Lisbon's Metro trains are regularly disinfected
The first case of the new Covid-19 coronavirus in Portugal was diagnosed on March 2nd, 2020, in the city of Porto. The first diagnosis in the Lisbon region was announced a day later. The Portuguese government immediately implemented measures to prevent the spread of the virus, and declared a State of Emergency on March 18. Public events were cancelled, non-essential movement was restricted, and schools, restaurants and shops, as well as access to the beaches, were closed. Only grocery stores, supermarkets, pharmacies, and bakeries were allowed to remain open, but with a limited number of people inside at a time. Thanks to these early, strict measures, the spread of the virus was slowed, and Portugal was cited as a positive example in Europe.
Number of Covid-19 Coronavirus Cases in Lisbon and Portugal
The number of confirmed Covid-19 cases in Portugal is relatively low, and nearly 7 out of 10 patients have now recovered. The most cases are in the densely-populated suburbs around the capital (Amadora, Loures and Odivelas), where there have been outbreaks. No part of Lisbon itself has had an outbreak. Portugal maintains one of the lowest pandemic mortality rates in Europe , despite having the continent’s third-highest population of 80+-year-olds. Self-discipline of the Portuguese population has been credited for that, after news of the high numbers of cases and deaths in the neighboring countries.
Travel Restrictions in Portugal
Portugal closed its borders early in March, and, on the 18th of the month, all European Union countries closed their borders to non-EU nationals. Commercial flights to most countries were suspended. The mandatory lockdown was lifted on May 4th, and small businesses reopened. Restaurants and museums reopened on May 18, and shopping malls, gyms, and theaters on June 1st. Beaches have also reopened but with a mandatory distance between sunbathers. Masks are currently required in public transportation, supermarkets, barber shops and beauty salons, and in small spaces.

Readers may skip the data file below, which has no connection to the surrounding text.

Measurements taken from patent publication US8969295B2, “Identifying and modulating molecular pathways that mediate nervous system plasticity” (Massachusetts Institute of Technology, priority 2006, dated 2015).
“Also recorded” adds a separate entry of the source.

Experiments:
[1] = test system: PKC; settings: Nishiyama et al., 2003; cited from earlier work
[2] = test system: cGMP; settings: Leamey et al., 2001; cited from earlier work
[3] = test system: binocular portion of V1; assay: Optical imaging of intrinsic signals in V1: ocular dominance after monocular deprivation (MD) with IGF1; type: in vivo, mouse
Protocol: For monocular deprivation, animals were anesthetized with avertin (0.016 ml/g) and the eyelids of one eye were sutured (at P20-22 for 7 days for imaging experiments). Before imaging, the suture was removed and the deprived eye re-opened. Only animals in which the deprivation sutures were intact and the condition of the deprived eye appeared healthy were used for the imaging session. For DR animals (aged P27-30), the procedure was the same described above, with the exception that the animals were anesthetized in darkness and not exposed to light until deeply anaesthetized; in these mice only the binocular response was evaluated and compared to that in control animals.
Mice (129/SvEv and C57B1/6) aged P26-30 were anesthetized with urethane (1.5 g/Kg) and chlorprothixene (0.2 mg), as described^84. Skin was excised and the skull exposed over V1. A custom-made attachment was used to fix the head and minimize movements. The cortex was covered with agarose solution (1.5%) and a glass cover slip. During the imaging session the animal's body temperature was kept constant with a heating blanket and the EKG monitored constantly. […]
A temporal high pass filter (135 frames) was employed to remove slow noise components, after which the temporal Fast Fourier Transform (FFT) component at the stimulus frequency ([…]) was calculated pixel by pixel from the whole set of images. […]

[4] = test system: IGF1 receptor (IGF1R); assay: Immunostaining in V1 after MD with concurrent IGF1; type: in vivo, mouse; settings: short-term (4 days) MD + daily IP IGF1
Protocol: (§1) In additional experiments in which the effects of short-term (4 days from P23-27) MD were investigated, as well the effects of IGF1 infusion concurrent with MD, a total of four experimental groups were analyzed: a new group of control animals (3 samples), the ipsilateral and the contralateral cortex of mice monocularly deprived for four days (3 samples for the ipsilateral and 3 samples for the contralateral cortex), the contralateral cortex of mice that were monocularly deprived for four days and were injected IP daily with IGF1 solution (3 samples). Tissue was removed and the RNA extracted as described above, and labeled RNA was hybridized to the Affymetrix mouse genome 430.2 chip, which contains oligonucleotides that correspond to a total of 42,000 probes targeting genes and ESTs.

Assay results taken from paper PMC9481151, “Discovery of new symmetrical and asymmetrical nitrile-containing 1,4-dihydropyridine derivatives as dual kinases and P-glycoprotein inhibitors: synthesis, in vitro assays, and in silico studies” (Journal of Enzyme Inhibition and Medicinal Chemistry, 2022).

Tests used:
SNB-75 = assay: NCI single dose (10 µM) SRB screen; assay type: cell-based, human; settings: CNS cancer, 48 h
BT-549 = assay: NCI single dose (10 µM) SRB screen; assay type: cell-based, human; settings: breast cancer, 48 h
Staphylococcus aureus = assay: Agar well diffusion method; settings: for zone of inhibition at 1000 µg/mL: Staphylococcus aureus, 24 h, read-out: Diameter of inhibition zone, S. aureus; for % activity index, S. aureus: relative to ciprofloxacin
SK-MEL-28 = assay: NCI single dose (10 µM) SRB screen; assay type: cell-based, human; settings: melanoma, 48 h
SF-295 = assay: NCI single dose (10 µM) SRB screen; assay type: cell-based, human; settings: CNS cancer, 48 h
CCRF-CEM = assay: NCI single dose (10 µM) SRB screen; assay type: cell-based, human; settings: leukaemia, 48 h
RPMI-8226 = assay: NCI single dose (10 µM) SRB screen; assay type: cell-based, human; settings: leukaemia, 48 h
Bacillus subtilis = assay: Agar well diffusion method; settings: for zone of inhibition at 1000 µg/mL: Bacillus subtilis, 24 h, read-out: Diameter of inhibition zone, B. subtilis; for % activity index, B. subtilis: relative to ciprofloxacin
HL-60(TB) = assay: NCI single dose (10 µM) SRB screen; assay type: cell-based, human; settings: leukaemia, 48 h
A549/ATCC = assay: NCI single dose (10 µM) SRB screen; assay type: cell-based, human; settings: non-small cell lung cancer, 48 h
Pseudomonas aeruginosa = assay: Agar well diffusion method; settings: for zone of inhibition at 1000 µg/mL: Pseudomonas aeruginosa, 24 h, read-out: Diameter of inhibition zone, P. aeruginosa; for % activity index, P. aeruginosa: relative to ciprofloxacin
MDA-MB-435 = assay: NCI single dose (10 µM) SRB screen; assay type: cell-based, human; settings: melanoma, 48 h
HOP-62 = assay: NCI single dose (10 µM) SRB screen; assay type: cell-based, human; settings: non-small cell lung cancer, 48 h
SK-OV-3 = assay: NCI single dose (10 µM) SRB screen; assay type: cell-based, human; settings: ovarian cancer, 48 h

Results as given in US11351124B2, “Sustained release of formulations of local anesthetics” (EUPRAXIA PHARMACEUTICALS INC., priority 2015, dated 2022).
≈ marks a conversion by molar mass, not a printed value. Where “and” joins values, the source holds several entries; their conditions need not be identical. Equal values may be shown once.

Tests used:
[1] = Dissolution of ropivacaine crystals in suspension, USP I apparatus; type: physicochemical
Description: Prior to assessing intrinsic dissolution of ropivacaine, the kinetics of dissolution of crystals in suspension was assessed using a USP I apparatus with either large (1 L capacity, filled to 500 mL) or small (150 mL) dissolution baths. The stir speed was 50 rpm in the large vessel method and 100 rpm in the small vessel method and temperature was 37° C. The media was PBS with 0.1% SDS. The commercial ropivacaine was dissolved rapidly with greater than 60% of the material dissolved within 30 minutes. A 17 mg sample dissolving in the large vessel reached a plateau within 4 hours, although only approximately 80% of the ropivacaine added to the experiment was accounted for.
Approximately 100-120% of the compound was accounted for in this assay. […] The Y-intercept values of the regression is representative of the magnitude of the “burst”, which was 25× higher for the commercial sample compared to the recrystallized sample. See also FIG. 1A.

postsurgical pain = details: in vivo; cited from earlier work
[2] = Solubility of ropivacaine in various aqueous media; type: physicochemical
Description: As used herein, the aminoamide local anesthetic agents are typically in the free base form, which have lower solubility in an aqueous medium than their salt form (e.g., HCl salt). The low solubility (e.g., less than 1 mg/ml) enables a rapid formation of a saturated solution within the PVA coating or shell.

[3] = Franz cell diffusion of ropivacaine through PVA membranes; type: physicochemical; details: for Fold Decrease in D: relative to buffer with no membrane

Portugal has reopened its borders to tourists from EU countries on June 15, and those from most other countries are expected to be allowed in once the EU decides to reopen to visitors from outside the bloc. In July, a number of countries have already had restrictions lifted, but there’s still a temporary ban on travelers from the United States. Those from Canada, Australia and New Zealand may already travel to the EU and, of course, Portugal.
Is it Safe to Travel to Lisbon, Portugal?
As Covid-19 is still spreading and there’s no vaccine, the travel risk remains moderate. If you’re traveling, regularly wash your hands with soap and water, or with an alcohol-based sanitizer. Avoid touching your eyes, mouth, and nose, and always cover your mouth and nose with your elbow (not with your hands), every time you cough or sneeze. Keep a safe distance (2 meters, or 6 feet) from other people. If you develop respiratory symptoms (cough or shortness of breath) and/or a fever, postpone your trip, stay at home, and immediately seek medical help.
If you’re able to travel to Lisbon, it’s required that you maintain the social distance, even at the beaches, where parasols and towels must be kept 2 meters (6 feet) apart. Buses and metro trains are regularly disinfected, but you must remain distant from other passengers, when possible.
Keep checking this page for regular updates and advice on traveling to Lisbon and Portugal this year.